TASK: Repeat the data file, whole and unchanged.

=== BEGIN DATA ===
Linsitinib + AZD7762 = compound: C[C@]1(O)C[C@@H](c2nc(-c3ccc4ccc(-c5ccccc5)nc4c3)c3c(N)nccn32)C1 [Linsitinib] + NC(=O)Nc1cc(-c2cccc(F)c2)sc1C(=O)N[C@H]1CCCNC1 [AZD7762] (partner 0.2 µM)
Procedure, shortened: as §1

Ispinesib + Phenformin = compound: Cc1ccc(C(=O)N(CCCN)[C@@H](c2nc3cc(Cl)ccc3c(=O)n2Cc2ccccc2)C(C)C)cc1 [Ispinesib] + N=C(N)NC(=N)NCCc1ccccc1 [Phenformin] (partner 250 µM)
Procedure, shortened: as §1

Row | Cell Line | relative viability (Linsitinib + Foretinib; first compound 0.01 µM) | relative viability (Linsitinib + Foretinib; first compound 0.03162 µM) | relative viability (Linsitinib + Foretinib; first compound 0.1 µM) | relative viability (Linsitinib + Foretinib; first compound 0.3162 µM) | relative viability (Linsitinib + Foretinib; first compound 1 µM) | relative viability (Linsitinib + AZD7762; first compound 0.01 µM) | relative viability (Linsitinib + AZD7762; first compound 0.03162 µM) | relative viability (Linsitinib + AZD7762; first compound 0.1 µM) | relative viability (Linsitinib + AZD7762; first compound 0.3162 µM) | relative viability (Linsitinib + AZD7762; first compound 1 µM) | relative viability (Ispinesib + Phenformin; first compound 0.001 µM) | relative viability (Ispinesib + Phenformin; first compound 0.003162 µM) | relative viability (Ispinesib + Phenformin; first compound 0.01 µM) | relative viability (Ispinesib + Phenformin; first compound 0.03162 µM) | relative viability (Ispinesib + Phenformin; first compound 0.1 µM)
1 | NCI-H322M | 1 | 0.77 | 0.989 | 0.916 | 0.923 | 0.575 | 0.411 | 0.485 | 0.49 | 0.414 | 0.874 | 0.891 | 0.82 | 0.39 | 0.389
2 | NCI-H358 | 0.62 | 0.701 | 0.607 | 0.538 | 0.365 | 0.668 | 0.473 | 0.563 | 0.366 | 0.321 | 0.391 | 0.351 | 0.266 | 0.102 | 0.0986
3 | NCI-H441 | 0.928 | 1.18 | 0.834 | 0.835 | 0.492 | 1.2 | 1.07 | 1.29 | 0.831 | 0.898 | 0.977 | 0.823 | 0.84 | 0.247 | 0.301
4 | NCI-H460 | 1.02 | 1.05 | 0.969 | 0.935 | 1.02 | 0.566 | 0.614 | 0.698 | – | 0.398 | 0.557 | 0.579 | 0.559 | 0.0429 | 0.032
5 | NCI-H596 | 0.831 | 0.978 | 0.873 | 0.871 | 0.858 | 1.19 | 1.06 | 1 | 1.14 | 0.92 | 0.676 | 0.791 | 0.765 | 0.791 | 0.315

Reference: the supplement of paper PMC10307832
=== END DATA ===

Linsitinib + AZD7762 = compound: C[C@]1(O)C[C@@H](c2nc(-c3ccc4ccc(-c5ccccc5)nc4c3)c3c(N)nccn32)C1 [Linsitinib] + NC(=O)Nc1cc(-c2cccc(F)c2)sc1C(=O)N[C@H]1CCCNC1 [AZD7762] (partner 0.2 µM)
Procedure, shortened: as §1

Ispinesib + Phenformin = compound: Cc1ccc(C(=O)N(CCCN)[C@@H](c2nc3cc(Cl)ccc3c(=O)n2Cc2ccccc2)C(C)C)cc1 [Ispinesib] + N=C(N)NC(=N)NCCc1ccccc1 [Phenformin] (partner 250 µM)
Procedure, shortened: as §1

Row | Cell Line | relative viability (Linsitinib + Foretinib; first compound 0.01 µM) | relative viability (Linsitinib + Foretinib; first compound 0.03162 µM) | relative viability (Linsitinib + Foretinib; first compound 0.1 µM) | relative viability (Linsitinib + Foretinib; first compound 0.3162 µM) | relative viability (Linsitinib + Foretinib; first compound 1 µM) | relative viability (Linsitinib + AZD7762; first compound 0.01 µM) | relative viability (Linsitinib + AZD7762; first compound 0.03162 µM) | relative viability (Linsitinib + AZD7762; first compound 0.1 µM) | relative viability (Linsitinib + AZD7762; first compound 0.3162 µM) | relative viability (Linsitinib + AZD7762; first compound 1 µM) | relative viability (Ispinesib + Phenformin; first compound 0.001 µM) | relative viability (Ispinesib + Phenformin; first compound 0.003162 µM) | relative viability (Ispinesib + Phenformin; first compound 0.01 µM) | relative viability (Ispinesib + Phenformin; first compound 0.03162 µM) | relative viability (Ispinesib + Phenformin; first compound 0.1 µM)
1 | NCI-H322M | 1 | 0.77 | 0.989 | 0.916 | 0.923 | 0.575 | 0.411 | 0.485 | 0.49 | 0.414 | 0.874 | 0.891 | 0.82 | 0.39 | 0.389
2 | NCI-H358 | 0.62 | 0.701 | 0.607 | 0.538 | 0.365 | 0.668 | 0.473 | 0.563 | 0.366 | 0.321 | 0.391 | 0.351 | 0.266 | 0.102 | 0.0986
3 | NCI-H441 | 0.928 | 1.18 | 0.834 | 0.835 | 0.492 | 1.2 | 1.07 | 1.29 | 0.831 | 0.898 | 0.977 | 0.823 | 0.84 | 0.247 | 0.301
4 | NCI-H460 | 1.02 | 1.05 | 0.969 | 0.935 | 1.02 | 0.566 | 0.614 | 0.698 | – | 0.398 | 0.557 | 0.579 | 0.559 | 0.0429 | 0.032
5 | NCI-H596 | 0.831 | 0.978 | 0.873 | 0.871 | 0.858 | 1.19 | 1.06 | 1 | 1.14 | 0.92 | 0.676 | 0.791 | 0.765 | 0.791 | 0.315

Reference: the supplement of paper PMC10307832